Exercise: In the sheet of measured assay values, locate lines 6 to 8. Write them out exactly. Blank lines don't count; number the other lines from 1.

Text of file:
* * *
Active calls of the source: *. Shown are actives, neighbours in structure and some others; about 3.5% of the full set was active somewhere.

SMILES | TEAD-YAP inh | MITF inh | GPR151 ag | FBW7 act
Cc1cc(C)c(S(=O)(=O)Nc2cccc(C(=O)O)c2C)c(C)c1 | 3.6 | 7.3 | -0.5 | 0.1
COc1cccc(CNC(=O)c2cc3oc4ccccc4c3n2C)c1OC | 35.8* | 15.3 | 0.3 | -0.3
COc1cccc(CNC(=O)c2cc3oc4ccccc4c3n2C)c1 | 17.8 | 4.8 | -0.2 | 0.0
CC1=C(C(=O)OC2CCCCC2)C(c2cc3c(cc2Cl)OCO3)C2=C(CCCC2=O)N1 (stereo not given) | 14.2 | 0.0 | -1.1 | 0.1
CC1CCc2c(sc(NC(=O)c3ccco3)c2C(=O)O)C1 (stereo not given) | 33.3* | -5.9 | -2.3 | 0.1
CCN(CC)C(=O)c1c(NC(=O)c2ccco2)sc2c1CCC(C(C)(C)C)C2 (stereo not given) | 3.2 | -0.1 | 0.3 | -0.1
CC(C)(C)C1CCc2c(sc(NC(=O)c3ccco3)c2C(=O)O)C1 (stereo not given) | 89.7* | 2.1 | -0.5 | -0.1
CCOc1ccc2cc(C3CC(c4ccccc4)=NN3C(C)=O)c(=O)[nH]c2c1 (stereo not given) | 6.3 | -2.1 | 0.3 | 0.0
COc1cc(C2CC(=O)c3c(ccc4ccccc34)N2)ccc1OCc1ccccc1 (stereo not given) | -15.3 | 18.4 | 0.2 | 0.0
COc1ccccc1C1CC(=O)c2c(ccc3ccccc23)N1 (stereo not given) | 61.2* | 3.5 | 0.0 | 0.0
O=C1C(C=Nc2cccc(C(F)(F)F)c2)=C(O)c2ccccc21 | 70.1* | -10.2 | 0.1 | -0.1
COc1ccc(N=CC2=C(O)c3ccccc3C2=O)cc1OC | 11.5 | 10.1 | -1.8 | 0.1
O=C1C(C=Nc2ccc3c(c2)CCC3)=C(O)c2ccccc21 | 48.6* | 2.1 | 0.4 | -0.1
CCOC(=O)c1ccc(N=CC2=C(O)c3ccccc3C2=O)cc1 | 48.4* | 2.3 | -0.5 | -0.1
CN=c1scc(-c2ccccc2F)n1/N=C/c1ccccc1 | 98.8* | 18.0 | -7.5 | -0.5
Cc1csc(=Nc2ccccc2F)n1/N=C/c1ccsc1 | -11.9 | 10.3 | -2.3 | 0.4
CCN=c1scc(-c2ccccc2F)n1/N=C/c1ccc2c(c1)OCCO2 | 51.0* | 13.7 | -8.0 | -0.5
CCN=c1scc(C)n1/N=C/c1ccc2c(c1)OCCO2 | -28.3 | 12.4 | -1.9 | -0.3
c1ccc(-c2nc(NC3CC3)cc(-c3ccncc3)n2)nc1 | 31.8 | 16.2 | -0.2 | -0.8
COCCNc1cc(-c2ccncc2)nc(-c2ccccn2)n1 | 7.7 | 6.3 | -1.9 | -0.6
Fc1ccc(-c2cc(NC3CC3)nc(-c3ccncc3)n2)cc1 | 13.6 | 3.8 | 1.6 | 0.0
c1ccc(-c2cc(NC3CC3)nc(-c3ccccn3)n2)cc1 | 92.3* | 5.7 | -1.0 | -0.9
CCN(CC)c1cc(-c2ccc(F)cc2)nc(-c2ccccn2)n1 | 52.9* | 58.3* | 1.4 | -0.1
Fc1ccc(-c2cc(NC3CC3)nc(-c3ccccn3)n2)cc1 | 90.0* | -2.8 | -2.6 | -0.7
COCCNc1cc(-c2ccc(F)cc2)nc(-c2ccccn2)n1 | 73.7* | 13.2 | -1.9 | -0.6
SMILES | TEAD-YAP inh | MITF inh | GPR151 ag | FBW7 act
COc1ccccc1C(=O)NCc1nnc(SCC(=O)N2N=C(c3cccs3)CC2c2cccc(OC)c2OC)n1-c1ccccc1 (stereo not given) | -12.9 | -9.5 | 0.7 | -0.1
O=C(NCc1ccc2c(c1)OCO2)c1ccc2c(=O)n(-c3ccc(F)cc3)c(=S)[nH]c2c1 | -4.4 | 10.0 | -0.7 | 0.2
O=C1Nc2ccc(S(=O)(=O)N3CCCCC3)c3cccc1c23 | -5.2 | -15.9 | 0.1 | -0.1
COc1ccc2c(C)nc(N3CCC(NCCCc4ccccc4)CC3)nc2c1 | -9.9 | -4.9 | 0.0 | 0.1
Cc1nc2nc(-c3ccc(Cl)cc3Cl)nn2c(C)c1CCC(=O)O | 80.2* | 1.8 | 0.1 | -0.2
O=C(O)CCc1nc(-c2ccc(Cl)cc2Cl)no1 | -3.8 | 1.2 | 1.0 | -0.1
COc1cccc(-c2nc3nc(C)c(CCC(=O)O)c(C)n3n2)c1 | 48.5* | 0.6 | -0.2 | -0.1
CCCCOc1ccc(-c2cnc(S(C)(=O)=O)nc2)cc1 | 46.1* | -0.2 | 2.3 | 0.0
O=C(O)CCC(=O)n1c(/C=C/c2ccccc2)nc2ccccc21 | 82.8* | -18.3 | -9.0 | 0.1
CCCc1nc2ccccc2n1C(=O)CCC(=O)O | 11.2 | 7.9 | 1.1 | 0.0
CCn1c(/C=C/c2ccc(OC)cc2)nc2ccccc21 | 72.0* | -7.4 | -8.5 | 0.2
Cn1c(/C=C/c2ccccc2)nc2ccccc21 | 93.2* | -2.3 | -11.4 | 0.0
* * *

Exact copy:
CC1=C(C(=O)OC2CCCCC2)C(c2cc3c(cc2Cl)OCO3)C2=C(CCCC2=O)N1 (stereo not given) | 14.2 | 0.0 | -1.1 | 0.1
CC1CCc2c(sc(NC(=O)c3ccco3)c2C(=O)O)C1 (stereo not given) | 33.3* | -5.9 | -2.3 | 0.1
CCN(CC)C(=O)c1c(NC(=O)c2ccco2)sc2c1CCC(C(C)(C)C)C2 (stereo not given) | 3.2 | -0.1 | 0.3 | -0.1